Over at Seeking Alpha, contributor Alcaraz Research penned the piece Microsoft Office For iPad Is Toxic to Intel. The main thrust of the article is that Microsoft (NASDAQ:MSFT) Office is a major selling point for Intel-based tablets running Windows and therefore Intel's goal of more than 40 million Intel (NASDAQ:INTC)-powered tablets shipped in 2014 is unrealistic. However, there are a number of flaws with this argument.
The corporate buyer argument
The main thrust of the argument presented by the author is that if corporate buyers are able to run "full" Office (the Office that was released isn't quite full Office, for the record) on an Apple (NASDAQ:AAPL) iOS device, then this significantly damages the value proposition for Intel-based tablets in the enterprise running Windows. However, this doesn't make a whole lot of sense.
For corporate users who only use their machines for Word and PowerPoint, then an iPad Air coupled with a third-party keyboard could prove to be a "sufficient" productivity machine. However, does it really stand to reason that the majority of corporate buyers could really replace their Windows-based machines that run all of their Windows-only programs with an iPad just because it has Office?
Windows 2-in-1s are still a compelling value proposition
Working under the assumption that the majority of corporate buyers need a Windows-based PC as part of their workflow, and further assuming that an iPad in this case is a secondary device in the corporate world, the Windows 2-in-1 value proposition is still quite intact. From a corporate perspective, Intel has two principal advantages:
- Core-based convertible machines for users that need much more performance than what the iPad can provide, especially for heavy multitasking and running Windows-only applications. Corporate buyers will likely pay a premium for a device that can function as both a tablet and a laptop as this simplifies things from an IT perspective (and Intel gets to sell a higher value chip).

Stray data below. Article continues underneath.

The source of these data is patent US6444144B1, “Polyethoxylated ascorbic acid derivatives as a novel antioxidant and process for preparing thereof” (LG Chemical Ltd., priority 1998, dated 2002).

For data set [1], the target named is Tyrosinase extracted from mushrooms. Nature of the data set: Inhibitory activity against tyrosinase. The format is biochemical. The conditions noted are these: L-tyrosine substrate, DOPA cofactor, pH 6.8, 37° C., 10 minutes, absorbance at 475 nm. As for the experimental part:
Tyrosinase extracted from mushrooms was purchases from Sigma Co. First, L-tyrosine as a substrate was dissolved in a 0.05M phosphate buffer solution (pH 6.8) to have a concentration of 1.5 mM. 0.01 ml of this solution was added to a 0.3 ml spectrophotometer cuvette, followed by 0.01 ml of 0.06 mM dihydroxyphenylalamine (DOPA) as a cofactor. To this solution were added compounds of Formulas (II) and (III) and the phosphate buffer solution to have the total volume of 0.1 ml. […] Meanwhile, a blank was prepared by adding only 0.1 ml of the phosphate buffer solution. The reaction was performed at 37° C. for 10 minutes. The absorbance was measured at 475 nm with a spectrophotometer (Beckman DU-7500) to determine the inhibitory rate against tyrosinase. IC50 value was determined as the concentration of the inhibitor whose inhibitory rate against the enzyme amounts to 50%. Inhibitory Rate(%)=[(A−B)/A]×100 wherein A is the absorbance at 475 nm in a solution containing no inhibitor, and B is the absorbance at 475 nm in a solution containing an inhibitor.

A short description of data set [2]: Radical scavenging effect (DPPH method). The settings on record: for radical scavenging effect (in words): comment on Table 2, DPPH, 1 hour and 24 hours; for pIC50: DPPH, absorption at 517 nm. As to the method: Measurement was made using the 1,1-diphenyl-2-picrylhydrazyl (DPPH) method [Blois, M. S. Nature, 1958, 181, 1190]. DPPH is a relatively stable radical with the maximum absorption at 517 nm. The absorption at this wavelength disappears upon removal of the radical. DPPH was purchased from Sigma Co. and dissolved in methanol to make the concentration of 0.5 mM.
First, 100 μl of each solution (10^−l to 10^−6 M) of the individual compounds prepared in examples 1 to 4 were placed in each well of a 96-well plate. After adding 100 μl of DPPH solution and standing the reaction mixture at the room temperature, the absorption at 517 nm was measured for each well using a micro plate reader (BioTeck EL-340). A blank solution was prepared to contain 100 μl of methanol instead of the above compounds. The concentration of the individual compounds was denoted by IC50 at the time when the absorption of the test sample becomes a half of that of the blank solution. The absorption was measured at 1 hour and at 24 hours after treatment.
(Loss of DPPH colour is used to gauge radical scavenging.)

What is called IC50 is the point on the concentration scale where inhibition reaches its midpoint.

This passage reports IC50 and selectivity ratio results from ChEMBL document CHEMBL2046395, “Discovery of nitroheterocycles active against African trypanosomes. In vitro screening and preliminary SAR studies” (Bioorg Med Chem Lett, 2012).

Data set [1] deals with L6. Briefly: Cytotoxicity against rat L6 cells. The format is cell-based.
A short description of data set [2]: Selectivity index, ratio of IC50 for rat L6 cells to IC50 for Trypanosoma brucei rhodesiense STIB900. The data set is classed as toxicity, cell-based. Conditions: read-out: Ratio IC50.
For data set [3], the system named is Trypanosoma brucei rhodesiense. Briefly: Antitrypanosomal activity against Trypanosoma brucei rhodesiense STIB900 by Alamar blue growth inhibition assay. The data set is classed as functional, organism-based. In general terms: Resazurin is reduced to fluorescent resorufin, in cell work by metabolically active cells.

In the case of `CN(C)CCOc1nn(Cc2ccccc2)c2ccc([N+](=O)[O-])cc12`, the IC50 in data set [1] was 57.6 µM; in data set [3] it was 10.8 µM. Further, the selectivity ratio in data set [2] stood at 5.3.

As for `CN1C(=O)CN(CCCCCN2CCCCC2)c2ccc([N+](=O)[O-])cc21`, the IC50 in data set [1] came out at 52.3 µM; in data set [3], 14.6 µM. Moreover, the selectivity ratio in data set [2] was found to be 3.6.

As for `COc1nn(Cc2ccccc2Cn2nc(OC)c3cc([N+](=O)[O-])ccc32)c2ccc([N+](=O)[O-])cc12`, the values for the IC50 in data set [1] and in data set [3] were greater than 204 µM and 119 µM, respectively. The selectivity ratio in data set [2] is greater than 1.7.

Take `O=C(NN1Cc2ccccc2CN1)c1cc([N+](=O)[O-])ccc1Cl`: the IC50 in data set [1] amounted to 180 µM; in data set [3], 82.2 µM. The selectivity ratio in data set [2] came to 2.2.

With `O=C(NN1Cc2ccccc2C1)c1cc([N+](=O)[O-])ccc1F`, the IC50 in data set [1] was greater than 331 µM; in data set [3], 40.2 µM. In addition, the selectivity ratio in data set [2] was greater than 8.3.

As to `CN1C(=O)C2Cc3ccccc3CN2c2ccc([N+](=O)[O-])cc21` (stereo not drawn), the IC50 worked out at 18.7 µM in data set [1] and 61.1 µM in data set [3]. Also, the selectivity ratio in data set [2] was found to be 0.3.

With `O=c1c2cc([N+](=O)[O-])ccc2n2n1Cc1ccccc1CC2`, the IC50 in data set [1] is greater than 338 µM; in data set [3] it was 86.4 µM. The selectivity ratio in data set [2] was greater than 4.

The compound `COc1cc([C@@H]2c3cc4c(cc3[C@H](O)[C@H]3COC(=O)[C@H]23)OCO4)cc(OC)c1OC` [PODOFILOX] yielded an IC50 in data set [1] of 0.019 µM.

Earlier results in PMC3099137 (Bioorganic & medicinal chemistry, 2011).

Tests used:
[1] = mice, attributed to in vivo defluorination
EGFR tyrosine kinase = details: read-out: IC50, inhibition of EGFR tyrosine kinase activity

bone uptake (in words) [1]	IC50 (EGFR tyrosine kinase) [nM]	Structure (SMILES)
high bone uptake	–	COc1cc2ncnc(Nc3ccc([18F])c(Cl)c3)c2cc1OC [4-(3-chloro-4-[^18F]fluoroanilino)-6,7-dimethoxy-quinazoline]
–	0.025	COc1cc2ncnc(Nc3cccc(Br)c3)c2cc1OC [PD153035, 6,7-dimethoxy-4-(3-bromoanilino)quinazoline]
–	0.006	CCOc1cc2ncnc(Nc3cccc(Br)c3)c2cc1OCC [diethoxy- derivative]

- Atom-based convertible machines for users that don't need ultra-high performance, but at the same time do need both a full PC and a fanless, iPad-like tablet in the same device.
In short, Intel can offer products that give the corporate user the "best of both worlds" with Core based tablets and -- for buyers with less intensive performance needs -- Atom based devices that are thinner and more portable but at the same time offer good performance and the full Windows software stack. An iPad with MS Office doesn't fundamentally change the equation.
Intel can't compete in cheap tablets?
Another major thrust of the argument from the author is that Intel can't compete in the low end of the Android tablet market against the likes of MediaTek and Allwinner. This is a puzzling argument that has no basis in reality. The likes of MediaTek and Allwinner build their chips at external foundries such as TSMC (NYSE:TSM), which means they need to pay TSMC for the wafer and the roughly 40% margin on top of the wafer cost.
Intel, on the other hand, builds its chips at in-house manufacturing plants -- the same ones that build the company's high ASP/margin PC/server CPUs. So, not only does Intel get to "keep" the design margin that the fabless vendors get to keep, but it keeps the margin that the foundry keeps. In short, if anybody can win a price war long term, it's not MediaTek or Allwinner, it's Intel.
Foolish bottom line
While some might argue that Microsoft Office for iPad is "toxic" to Intel, and while this may negatively impact Intel-powered Microsoft-based tablet sales, the two key points to take away are the following:
- Microsoft 2-in-1 devices for corporate/enterprise buyers differentiate themselves by more than just Office support.
- Intel is likely to have a strong future on Android as well (in fact, the majority of Intel-based tablets will probably be on Android long term).
The characterization of Office on iPad as "toxic" to Intel is likely unjustified.
Ashraf Eassa owns shares of Intel. The Motley Fool recommends Apple and Intel. The Motley Fool owns shares of Apple, Intel, and Microsoft. Try any of our Foolish newsletter services free for 30 days. We Fools may not all hold the same opinions, but we all believe that considering a diverse range of insights makes us better investors. The Motley Fool has a disclosure policy.